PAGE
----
Ferrari-Carano Fume Blanc 2008
Sauvignon Blanc from Sonoma County, California
Zesty flavors and aromas of orange blossom, grapefruit and lemon mingle with a subtle mineral note that is complemented by a lingering finish of guava and pineapple in the Ferrari-Carano 2008 Fumé Blanc. Aged partially in stainless steel and older French Oak gives this wine a crisp freshness and a subtle oak character that adds great complexity and depth.
The 2008 Fume Blanc pairs well with simple seafood and poultry dishes, and also holds up nicely with white meats such as veal and pork. The wine has lively flavors that go well with spicy and ethnic cuisines such as Japanese, Vietnamese, Thai, Chinese, Korean, Mexican and Southwestern dishes.
The Wine Advocate - "Ferrari-Carano’s 2008 Fume Blanc is an exotic, exuberant, richly fruity white offering notes of honeyed melons, candied orange rind, and sweet grapefruit, medium body, and a hedonistic style. Those looking for terroir and minerality may not enjoy it, but this is a pleasure-filled wine to consume over the next year. "
Family-owned and operated since 1985, Ferrari-Carano has been a leading producer of world-class, nationally acclaimed wines. From a small, 30-acre plot of grapes to the present 20 estate vineyards, Don and Rhonda Carano's success is based on their commitment to quality as well as the dedication of the vineyard and winemaking teams to make the finest wines, vintage after vintage. Ferrari-Carano owns vineyards in six appellations: Dry Creek Valley, Alexander Valley, Russian River Valley, Napa/Carneros, Anderson Valley and Mendocino Ridge. View all Ferrari-Carano Wines
About Sonoma CountyView a map of Sonoma County wineriesRelated Links:
Twice as large as Napa in size, Sonoma County only makes about a half the amount of wine as her northeasterly neighbor. But Sonoma, with her size, is able to vouch for more diversity within her borders, including sub-AVAs that are climatically varied. The atmosphere of Sonoma is decidedly laid back and down home country style. But in wines, they are keeping up with the Joneses, or Napa-ites if you will. Grape varieties are more varied here, from Pinot Noir and Zinfandel to Cabernet Sauvignon and Chardonnay.
Notable FactsThe largest sub-AVAs of Sonoma include Dry Creek Valley, Russian River Valley, Alexander Valley and Sonoma Valley. Each sub-AVA, with its own micro-climate, is unique in its grape varieties and styles of wine. Dry Creek makes a mean Zinfandel while Russian River produces stand up Pinot Noir and Chardonnay. The Alexander Valley makes some of the better Cabernet Sauvignons in the county and Sonoma Valley creates excellent wines from all the above varieties. Other grapes found throughout Sonoma include Sauvignon Blanc, Merlot and Syrah.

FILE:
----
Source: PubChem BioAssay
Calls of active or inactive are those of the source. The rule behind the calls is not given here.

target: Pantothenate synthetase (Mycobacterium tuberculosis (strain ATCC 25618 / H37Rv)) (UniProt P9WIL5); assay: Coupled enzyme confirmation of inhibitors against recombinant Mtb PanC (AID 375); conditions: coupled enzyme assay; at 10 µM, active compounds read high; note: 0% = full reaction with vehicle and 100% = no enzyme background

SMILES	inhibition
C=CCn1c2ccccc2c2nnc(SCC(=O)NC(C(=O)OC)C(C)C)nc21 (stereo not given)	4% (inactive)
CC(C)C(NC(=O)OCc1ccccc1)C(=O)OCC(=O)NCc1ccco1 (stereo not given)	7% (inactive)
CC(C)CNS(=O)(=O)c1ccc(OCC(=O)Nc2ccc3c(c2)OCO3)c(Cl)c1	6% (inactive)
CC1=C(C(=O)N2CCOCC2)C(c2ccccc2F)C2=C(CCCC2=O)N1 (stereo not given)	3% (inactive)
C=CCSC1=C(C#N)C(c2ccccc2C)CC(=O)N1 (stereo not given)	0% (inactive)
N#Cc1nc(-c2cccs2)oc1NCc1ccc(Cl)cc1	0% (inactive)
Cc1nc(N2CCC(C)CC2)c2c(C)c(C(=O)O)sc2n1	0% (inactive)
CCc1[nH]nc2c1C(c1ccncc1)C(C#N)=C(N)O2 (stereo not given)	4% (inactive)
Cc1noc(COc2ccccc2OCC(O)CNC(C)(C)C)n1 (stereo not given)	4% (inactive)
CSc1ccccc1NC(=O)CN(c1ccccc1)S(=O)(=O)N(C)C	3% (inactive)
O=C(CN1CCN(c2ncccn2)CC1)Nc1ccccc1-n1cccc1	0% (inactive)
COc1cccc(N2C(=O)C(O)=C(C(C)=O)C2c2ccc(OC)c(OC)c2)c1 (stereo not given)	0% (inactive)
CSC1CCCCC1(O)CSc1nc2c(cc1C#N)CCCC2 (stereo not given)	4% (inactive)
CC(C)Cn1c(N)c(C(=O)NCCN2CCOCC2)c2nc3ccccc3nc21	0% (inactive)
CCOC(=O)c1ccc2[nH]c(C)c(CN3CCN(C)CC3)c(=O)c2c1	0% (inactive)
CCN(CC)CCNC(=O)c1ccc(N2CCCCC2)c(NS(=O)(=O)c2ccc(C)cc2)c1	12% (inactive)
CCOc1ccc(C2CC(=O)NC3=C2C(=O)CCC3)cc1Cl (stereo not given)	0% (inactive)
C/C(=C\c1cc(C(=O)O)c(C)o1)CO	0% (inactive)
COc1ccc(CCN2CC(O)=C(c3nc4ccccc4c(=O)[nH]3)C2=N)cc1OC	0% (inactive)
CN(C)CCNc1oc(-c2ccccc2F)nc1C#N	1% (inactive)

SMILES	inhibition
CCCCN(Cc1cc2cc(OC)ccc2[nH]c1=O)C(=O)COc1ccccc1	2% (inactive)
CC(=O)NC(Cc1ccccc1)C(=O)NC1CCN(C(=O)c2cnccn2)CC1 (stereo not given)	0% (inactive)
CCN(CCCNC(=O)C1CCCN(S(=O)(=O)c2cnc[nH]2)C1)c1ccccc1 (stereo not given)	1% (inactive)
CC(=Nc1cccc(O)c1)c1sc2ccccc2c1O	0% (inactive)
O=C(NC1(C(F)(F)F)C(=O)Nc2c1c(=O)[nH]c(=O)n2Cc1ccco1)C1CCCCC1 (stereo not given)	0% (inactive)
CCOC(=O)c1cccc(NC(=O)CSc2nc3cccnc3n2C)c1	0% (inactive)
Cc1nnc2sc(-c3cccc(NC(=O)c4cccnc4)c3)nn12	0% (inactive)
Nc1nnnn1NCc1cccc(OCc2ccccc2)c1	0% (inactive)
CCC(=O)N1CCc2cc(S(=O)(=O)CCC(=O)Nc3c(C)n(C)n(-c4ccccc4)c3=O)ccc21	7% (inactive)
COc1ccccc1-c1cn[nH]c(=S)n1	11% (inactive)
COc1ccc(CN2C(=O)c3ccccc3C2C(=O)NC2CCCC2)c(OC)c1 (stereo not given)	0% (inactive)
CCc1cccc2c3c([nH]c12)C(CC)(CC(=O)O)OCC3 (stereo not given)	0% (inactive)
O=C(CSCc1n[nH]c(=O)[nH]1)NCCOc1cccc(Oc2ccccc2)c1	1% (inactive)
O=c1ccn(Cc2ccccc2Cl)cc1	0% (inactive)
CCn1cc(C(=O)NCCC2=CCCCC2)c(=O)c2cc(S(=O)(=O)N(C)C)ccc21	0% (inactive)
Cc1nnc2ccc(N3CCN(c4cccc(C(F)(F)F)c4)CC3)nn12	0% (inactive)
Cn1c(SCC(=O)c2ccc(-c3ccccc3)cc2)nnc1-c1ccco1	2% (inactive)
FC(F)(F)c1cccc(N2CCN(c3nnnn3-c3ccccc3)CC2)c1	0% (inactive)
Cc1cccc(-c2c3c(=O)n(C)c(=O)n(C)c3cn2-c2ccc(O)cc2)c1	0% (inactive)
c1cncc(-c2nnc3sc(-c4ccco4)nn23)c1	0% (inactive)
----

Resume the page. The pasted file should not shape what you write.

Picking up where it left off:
About CaliforniaIt's not rare to see a wine's country of origin listed as "California." A country into itself in the wine world, California makes enough varieties and styles to match many European wine countries. It produces a diverse range of wines that span the quality spectrum.
The most famous of the California wine regions is Napa Valley, and these wines are certainly outstanding – but it's not as broad and diverse as its larger neighbor, Sonoma County. Down south, Santa Barbara's Santa Maria Valley is well-known for its Rhône blends, as well as cool-climate varieties like Pinot and Chardonnay. The Central Coast, the largest California AVA, has many different microclimates that lead to a wide range of wines with many sub-AVAs.
Customer ReviewsSign In to Add Your Review4 }div>
Alcohol By Volume GuideMost wine ranges from 10-16% alcohol by volume. Some varietals tend to have higher (for example Zinfandel and Cabernet Sauvignon) or lower alcohol levels (Pinot Noir and many white varietals), but there is always some variation from producer to producer. Some wine falls outside of this range, for instance Port weighs in closer to 20%, while Muscat and Riesling are usually a bit below 10%.
Wine Style Guide
Light & Crisp
- Light to medium bodied wines that are high in acid and light to medium fruit. Typically no oak.
Fruity & Smooth
- Light to medium bodied wines with lots of juicy fruit, typically medium acid and medium oak.
Rich & Creamy
- Full bodied wines that have typically undergone malo-lactic fermentation and/or spent time in oak.